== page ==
Podcast Archive

Another curious word game introduction sets the stage for answering a few listener questions. Tackled today: Liturgical dance, Carl’s colorful pants and his “Christian journey,” Todd’s no-book deal, studio cough switches, and more.

Seriously: are the children of believers considered to be Christians, merely by virtue of being born to believing parents? Or, are they “little heathens?” The crew talks about the Presbyterian and Baptist views on the subject. On another matter: how can we appreciate our heroes from the past without ignoring their faults—involvement with slavery and anti-Semitic views, to name a few?

Carl, Todd, and Aimee navigate an episode that evolves from the silly to the sublime!

Great questions keep coming from our listeners, and the Spin Team speaks ex cathedra, putting to rest once and for all a few queries related to this topic. 

Is there a true tension between being missional and being confessional? What does it mean to be missional in the current context? The crew addresses a few schools of thought related to the use of the term missional, some of the dangers of its misuse, and the real mission of the church, according to Matthew 28.

But that’s not all! Our trio addresses the other side of the fence and discusses how one can [wrongly] excuse apathy for his neighbor and the world under the pretense of confessionalism. Shall we find the balance?

The college professor, the housewife theologian from “Mary-land,” and the PCA pastor/conspiracy theorist invite David White to join them in the bunker for a superb conversation about God, You, and Sex: A Profound Mystery. David is a pastor, author of several books, and has served in several capacities at Harvest USA for 19 years. David shares what he believes is missing from other books on Christian sexuality.

Is marriage the answer and/or cure for unmet sexual desires, or are there sexual struggles in that union as well? What are some of the sexually-related challenges that children and parents alike face in this technological age? David shares some thoughts on the importance of sex in marriage being rooted in doctrine, and the power of strong local communities to uphold biblical ethics and accountability.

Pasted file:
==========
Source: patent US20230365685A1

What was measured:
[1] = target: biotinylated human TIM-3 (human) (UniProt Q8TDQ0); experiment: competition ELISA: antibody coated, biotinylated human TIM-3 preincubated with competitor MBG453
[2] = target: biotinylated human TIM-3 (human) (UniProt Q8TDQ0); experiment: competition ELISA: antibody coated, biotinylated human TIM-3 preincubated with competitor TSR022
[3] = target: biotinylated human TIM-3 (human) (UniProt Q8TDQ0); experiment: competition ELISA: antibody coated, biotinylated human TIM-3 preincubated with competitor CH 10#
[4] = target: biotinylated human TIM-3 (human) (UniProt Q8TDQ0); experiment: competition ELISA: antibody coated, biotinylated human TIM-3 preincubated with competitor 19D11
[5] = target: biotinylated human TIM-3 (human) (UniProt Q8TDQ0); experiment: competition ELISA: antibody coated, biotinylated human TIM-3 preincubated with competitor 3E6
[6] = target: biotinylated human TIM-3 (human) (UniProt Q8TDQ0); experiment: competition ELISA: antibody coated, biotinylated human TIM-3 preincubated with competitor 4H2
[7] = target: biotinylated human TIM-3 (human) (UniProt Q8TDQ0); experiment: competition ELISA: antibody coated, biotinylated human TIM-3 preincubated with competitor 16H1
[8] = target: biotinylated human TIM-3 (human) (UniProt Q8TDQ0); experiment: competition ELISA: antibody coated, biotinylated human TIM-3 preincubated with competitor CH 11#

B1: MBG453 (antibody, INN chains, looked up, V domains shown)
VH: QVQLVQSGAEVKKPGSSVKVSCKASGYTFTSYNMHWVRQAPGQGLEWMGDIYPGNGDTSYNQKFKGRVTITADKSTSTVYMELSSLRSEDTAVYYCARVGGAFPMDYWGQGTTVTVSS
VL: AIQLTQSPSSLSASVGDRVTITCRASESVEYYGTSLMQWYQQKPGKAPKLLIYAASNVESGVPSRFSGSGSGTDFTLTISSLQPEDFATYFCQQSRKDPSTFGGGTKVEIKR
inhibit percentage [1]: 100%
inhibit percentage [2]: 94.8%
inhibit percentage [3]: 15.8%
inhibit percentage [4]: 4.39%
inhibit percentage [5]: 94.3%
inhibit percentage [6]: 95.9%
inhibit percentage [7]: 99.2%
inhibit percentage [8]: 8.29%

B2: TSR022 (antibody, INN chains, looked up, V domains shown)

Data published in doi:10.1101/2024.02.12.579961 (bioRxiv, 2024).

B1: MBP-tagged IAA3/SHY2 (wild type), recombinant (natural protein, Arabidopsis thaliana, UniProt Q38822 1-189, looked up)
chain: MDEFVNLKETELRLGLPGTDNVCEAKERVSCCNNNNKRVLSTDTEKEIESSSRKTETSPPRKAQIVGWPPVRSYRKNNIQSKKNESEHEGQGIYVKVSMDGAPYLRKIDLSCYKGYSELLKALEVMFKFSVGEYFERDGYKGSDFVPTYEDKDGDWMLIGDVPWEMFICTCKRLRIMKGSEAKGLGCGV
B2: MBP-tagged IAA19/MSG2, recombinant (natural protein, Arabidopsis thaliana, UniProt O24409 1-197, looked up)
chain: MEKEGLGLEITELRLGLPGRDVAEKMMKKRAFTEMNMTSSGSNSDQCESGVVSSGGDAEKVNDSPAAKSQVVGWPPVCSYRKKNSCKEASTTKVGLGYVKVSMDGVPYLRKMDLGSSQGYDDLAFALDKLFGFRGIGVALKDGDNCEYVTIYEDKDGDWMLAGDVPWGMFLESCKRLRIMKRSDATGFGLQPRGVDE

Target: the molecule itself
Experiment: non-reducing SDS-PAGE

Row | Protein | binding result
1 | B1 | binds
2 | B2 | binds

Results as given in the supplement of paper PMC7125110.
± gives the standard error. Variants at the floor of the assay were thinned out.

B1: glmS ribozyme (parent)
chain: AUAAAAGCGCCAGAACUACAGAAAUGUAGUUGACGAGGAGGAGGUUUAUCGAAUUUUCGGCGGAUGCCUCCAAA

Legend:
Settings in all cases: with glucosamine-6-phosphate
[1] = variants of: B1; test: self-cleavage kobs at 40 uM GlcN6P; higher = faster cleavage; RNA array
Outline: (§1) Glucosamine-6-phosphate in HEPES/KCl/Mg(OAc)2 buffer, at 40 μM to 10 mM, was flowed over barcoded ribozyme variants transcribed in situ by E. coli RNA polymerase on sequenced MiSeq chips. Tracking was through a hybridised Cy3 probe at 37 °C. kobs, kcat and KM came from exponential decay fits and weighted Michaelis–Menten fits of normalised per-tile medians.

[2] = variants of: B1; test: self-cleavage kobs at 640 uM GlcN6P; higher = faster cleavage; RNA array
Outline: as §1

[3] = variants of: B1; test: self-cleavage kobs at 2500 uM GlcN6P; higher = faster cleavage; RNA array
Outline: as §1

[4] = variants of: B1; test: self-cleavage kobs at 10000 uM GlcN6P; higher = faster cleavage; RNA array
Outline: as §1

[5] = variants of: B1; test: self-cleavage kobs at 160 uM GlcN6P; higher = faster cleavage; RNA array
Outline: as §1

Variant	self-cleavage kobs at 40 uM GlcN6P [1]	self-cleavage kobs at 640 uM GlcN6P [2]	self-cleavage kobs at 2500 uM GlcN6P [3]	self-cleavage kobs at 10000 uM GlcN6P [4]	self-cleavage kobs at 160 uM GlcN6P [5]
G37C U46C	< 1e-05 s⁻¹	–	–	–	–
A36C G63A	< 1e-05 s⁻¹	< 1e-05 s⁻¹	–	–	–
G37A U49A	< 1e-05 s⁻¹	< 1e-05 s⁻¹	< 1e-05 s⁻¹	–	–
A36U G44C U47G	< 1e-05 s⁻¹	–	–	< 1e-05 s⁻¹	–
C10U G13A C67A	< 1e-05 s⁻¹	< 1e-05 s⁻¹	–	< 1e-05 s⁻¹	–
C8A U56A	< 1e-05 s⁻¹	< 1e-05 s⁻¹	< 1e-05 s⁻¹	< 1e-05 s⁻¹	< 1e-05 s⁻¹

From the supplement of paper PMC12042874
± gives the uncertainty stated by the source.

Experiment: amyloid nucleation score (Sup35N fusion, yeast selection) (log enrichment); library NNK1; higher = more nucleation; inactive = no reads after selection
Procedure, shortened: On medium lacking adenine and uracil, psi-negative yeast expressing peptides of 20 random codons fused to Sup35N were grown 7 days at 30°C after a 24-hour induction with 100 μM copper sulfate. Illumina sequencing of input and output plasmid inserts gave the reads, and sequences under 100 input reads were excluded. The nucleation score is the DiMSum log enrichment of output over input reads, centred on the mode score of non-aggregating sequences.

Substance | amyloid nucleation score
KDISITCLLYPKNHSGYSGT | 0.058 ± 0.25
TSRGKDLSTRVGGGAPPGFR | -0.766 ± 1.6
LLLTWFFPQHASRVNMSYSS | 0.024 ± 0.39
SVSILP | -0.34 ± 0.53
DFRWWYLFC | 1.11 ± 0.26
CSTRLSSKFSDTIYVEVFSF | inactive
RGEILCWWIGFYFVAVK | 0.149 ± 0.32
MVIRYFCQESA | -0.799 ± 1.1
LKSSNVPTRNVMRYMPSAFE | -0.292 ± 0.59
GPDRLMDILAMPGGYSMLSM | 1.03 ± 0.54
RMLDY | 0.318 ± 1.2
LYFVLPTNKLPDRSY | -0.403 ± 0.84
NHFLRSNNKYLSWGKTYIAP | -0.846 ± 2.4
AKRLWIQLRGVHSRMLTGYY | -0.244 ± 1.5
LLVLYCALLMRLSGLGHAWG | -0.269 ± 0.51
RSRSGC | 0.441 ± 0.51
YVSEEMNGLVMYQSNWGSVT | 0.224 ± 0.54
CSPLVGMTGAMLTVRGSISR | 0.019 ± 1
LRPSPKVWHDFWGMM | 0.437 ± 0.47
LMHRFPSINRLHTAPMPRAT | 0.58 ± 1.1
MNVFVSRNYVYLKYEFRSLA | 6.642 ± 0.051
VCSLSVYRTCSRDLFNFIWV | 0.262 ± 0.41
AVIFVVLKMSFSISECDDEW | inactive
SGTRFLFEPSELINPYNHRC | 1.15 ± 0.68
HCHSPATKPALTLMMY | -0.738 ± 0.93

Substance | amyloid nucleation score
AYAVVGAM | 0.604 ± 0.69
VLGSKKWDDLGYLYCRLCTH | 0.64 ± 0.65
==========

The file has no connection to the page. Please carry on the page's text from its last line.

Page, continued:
After the crew concludes that #EpsteinDidNotKillHimself, and plays a fun rhyming word game, it’s time to address some serious questions from our listeners. 

Among today’s topics: War and Just War Theory. Is there truly such a thing as a “just war?”  What is pacifism, and are different forms of it? What should be the relationship between church and state in matters of war? 

Changing gears…What are some books that everyone should read before high school graduation? From classic literature to modern, our intrepid trio ahres some great picks! 

Greenville Presbyterian Theological Seminary debuts on “The Spin” with the presence of Michael Morales, the seminary’s professor of Biblical Studies. Who Shall Ascend the Mount of the Lord? is Michael’s latest work on the book of Leviticus, and part of the New Studies in Biblical Theology series by IVP. Don’t dismiss this outstanding book merely on the subject matter! Leviticus is not “the most boring book in the bible,” and you’re about to learn why!

Michael identifies an intriguing theme in Leviticus, along with its relationship to the sacredness of time and the Sabbath. Don’t miss this important perspective on the Pentateuch!

The Spin Team—yes, the fashion guru, the pastor to the “furries,” and the lead singer of the punk band “Feminist Outrage Machine”—have not one, but two special guests today! Kelly Kapic and Brian Fikkert, both at Covenant College, have authored Becoming Whole: Why the Opposite of Poverty isn’t the American Dream.